Nandini Iyer: 1931-2021In Memoriam | Thu Jul 29, 2021 | 9:56am
Many, many people knew the small, elegant figure in a gold silk sari, zigzagging around town, often at high speed, from the Sanskrit class she led at UCSB to the World Religions classes she taught for decades at City College to the tai chi class she was attending and Trader Joe’s and a lecture at the museum and the class she chose to teach in her eighties at the Braille Institute. I got used to showing up at CVS — almost anywhere, in fact — and hearing, “How’s your wife today? She’s such a neat lady!”
“Not my wife,” I’d say. “My mother. But I can see why you made the mistake.”
We could barely step into a restaurant without someone coming up shyly and saying, “Excuse me. You won’t remember me, but I was your student, in Philosophy, 40 years ago. You really changed my life!”
Yet very few knew that the friendly and fun-loving figure in front of them, Nandini Iyer, had graduated with a First Class degree (rarer than a summa cum laude) from the highly competitive University of Bombay, gone on to become the first Asian woman ever to get First Class Honours[CQ], in philosophy, politics, and economics at Oxford, as well as the first Asian woman to speak at the Oxford Union, the debating society that has long been the cradle of prime ministers — and then had taught at Oxford next to Iris Murdoch and many another household name.
The seemingly bottomless fund of knowledge she drew upon concerning the Hundred Years’ War, the long stanzas she could effortlessly quote from Shelley and Tennyson, and the Bible that she knew better than most of the well-meaning evangelists who showed up at her door to introduce her to the Good Book were all a testament to a deeply classical, formidably well-rounded Indo-Anglian education that she carried like a treasure through life.
She was born to a cosmopolitan family in Ahmedabad; her father, who got his doctoral degree from Harvard, was helping to run the British-built railways in India, and her mother was a Gujarati novelist (and constant fighter for social justice). My mother’s family had always been involved in the law and the rights of the dispossessed, and Gandhi had come by the house at times. Both her brother and her brother-in-law went to MIT — not a common thing before the war — and her father, who would steer his 1930s Pontiac around Bombay, loved to head off to Europe and Japan for months on end, while the youngest of his three children, my mother, stayed in large family homes around India, went through the celebrated Cathedral School in Bombay (whose other products include Salman Rushdie and Fareed Zakaria), and then became the relatively rare young Indian woman to take the exam to get into Oxford and board a P&O ship for the 16-day trip to England.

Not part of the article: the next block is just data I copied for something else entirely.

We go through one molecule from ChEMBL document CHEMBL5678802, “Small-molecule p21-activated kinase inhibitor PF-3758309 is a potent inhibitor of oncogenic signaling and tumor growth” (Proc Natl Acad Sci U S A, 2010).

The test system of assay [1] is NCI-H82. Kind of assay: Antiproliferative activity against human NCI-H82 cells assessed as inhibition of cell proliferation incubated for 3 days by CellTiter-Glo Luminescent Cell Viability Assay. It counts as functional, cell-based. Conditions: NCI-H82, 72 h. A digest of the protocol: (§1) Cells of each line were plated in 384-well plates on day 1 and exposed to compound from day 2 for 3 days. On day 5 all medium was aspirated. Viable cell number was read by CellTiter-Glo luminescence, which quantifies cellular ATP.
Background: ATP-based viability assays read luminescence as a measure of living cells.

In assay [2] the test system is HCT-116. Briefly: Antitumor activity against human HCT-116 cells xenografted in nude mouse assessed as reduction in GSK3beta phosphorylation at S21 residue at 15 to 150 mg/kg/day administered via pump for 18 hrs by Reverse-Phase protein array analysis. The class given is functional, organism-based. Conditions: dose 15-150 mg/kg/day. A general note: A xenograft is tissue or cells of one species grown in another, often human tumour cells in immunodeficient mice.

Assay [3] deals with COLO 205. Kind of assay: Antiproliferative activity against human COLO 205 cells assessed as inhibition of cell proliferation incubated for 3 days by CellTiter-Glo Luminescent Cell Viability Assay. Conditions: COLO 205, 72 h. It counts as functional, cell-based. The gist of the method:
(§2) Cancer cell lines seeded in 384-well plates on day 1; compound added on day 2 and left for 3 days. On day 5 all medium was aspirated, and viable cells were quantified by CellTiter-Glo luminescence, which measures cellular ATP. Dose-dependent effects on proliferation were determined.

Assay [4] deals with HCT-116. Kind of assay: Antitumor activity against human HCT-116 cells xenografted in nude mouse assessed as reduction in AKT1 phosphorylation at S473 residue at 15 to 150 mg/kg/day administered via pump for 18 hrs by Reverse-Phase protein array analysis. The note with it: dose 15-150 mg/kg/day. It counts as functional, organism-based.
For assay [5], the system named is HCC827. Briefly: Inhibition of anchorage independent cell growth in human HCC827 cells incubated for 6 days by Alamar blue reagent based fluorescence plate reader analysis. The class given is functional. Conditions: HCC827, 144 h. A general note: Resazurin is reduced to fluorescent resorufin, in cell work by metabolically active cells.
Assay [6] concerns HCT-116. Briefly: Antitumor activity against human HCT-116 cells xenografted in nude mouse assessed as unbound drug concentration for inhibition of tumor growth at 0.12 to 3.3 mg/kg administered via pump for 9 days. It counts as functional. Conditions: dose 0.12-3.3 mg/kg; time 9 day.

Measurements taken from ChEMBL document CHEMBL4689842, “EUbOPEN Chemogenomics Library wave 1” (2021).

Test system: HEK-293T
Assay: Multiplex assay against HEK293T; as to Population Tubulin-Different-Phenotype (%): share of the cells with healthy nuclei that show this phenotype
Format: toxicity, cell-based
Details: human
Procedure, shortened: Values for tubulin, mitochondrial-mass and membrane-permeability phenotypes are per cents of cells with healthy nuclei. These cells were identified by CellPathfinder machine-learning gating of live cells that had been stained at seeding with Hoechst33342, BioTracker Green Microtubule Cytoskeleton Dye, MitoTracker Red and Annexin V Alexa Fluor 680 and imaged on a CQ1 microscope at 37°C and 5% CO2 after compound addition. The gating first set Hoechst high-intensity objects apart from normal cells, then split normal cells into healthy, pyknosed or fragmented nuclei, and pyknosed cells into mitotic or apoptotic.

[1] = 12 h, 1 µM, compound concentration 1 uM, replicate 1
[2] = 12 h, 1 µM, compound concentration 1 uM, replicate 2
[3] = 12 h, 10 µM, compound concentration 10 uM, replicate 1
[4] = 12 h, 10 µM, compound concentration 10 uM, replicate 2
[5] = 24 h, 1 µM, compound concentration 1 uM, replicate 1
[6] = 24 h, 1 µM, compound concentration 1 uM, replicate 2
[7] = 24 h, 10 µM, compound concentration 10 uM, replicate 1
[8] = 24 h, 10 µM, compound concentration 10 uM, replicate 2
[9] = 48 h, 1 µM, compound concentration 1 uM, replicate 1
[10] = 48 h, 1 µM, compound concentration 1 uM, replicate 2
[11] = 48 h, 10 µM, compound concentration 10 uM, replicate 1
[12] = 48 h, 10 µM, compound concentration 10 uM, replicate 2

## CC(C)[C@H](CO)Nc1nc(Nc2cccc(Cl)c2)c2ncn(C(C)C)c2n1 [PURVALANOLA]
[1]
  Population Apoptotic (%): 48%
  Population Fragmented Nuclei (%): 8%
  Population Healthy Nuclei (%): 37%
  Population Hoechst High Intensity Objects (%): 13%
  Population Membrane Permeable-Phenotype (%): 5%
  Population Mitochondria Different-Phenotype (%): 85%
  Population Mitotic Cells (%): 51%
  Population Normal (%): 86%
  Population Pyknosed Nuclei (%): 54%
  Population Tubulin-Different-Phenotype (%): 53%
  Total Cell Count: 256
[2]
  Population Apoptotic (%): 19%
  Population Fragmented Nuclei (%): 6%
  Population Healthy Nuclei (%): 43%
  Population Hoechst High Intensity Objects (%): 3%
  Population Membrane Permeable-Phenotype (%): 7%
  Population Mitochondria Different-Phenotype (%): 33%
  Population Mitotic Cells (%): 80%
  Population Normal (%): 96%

My mother was wildly gifted from the beginning: She won prizes for both art and biology as a girl and, 70 years on, could remember her lines from performing in The Mikado and acting as Wilde’s Lady Windermere. She represented Africa, for some reason, in a carnival of nations presented before Princess Margaret and was photographed by Britain’s society magazine Tatler. In Ved Mehta’s book Up at Oxford, she is presented while in England as an ideal of sorts for a newly arrived writer: “scholarly,” “such an impressive social presence,” and, with her husband, “so strikingly handsome that they could have passed for movie idols.”
But she never let this go to her head, and after she became engaged to my father, Raghavan Iyer, whom she had first met when she was 17 (and he 18) in Bombay, she gave herself over to the Theosophical tradition to which he was firmly committed. She became a vegetarian, added an unbreakable spiritual center to her love of film and travel and conversation, and, shedding her three-inch heels, devoted much of her time for the rest of her life to teaching and studying Theosophy as well as the other religions she spoke on at churches and in temples everywhere.